• Mon
  • Dec 22, 2014
  • Updated: 9:23am

Slump hits Bill Gates for small change

PUBLISHED : Monday, 30 May, 2005, 12:00am
UPDATED : Monday, 30 May, 2005, 12:00am

In China's declining A-share market, even Bill Gates, the world's richest man, is losing money and his name is not enough to boost the stock.


In July last year, the Bill & Melinda Gates Foundation, the largest in the US with an endowment of US$27 billion, won a quota of US$100 million under the qualified foreign institutional investor scheme, allowing it to buy A shares, denominated in yuan.


The foundation then spent almost US$2 million to buy shares in three Shanghai-listed companies - one making wigs, one in the water business and the other in textile and textile machinery.


It has not been a financial success and Mr Gates has lost millions of yuan. The Bill Gates fever that catapulted two shares that he bought last summer in Hong Kong did not catch on in Shanghai.


Brokers blame the losses not on Mr Gates picking bad shares but on the deep depression in the market. 'In the A-share market, a good company does not mean a good share,' said Peng Yunliang, an analyst with Shanghai Securities. 'In making his selections, Gates Foundation used the same criteria as elsewhere. But the overall market is so dismal that he lost money.'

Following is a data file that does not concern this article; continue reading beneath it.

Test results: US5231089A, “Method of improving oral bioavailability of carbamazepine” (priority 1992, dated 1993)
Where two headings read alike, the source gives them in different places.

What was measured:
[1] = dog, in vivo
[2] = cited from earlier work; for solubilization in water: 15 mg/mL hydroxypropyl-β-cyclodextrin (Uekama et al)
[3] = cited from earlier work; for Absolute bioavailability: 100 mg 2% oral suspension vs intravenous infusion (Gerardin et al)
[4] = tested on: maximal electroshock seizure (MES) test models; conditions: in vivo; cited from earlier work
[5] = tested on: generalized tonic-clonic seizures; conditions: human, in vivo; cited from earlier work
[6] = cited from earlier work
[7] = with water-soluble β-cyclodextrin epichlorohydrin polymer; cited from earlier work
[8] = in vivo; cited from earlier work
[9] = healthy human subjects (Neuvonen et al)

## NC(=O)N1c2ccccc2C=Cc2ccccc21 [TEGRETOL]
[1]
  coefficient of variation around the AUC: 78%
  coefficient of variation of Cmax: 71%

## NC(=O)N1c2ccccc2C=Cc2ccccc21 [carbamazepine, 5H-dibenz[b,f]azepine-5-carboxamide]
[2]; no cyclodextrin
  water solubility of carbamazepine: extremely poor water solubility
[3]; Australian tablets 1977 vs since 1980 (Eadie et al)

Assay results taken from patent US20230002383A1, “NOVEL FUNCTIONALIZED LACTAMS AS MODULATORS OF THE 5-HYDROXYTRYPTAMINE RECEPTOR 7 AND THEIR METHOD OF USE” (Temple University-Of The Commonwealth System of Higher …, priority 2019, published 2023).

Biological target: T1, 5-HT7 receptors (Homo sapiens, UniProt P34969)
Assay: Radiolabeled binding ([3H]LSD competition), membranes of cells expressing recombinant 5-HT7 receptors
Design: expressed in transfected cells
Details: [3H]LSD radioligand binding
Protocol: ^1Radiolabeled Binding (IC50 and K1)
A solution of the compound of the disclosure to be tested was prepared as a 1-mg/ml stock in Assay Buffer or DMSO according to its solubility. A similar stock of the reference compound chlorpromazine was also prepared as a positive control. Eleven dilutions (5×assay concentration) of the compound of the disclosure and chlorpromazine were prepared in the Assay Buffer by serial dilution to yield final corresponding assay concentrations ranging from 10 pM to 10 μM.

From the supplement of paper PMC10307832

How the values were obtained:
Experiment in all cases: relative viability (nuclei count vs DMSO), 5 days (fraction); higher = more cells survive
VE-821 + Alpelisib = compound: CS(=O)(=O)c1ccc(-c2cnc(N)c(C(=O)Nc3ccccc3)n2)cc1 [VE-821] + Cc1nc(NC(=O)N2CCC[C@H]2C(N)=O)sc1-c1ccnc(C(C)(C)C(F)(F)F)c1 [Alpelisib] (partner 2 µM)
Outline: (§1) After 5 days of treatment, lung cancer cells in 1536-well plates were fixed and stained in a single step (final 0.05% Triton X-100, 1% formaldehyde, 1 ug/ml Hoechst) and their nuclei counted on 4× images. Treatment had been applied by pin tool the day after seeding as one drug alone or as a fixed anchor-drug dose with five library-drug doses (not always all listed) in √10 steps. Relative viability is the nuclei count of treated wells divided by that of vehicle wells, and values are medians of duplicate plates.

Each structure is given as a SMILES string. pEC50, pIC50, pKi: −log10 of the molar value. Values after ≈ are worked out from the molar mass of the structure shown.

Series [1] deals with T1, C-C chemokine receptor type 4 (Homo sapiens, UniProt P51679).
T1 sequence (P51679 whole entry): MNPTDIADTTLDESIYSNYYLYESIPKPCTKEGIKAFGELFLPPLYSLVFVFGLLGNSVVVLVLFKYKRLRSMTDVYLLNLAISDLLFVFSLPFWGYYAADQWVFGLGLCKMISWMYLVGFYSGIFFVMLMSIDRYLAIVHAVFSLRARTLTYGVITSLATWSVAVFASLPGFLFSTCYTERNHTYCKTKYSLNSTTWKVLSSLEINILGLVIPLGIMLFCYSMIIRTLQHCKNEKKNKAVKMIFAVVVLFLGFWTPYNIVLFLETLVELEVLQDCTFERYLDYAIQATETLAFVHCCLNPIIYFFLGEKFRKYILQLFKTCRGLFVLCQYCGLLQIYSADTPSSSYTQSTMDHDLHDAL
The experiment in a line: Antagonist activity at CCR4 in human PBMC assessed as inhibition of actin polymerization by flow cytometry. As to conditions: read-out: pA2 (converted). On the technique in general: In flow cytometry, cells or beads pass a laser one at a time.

The foundation bought 523,501 shares in Nanhai Development, the water company, making it the ninth-biggest shareholder, at 7.8 yuan a share. It closed Friday at 7.61 yuan.


It bought 414,200 shares in wig-maker Henan Rebecca at 11.3 yuan a share. It last closed at 10.2 yuan.


It bought 607,040 shares in Zhejiang Golden Eagle at more than 10 yuan a share, against its current value of 6.8 yuan.


The three companies said that they were delighted with their new investor, although they had had no direct contact with him.


'His investment is a confirmation of our work,' said a spokesman for Zhejiang Golden Eagle. A spokesman for Henan Rebecca said the company welcomed Mr Gates' opinions on its future developments. 'We export 90 per cent of our output, mostly to the US, so he can buy our wigs.'


Last July, the foundation spent $15.66 million for a 7.08 per cent stake in H-share company Beiren Printing and the share price surged 26 per cent on the news. The same happened after its purchase of Ocean Grand Chemical Holdings.


Mr Peng said Hong Kong investors reacted as players in a normal market. 'But investors here have no confidence. For Gates, these investments are an experiment. For him, it is a drop in the ocean.'


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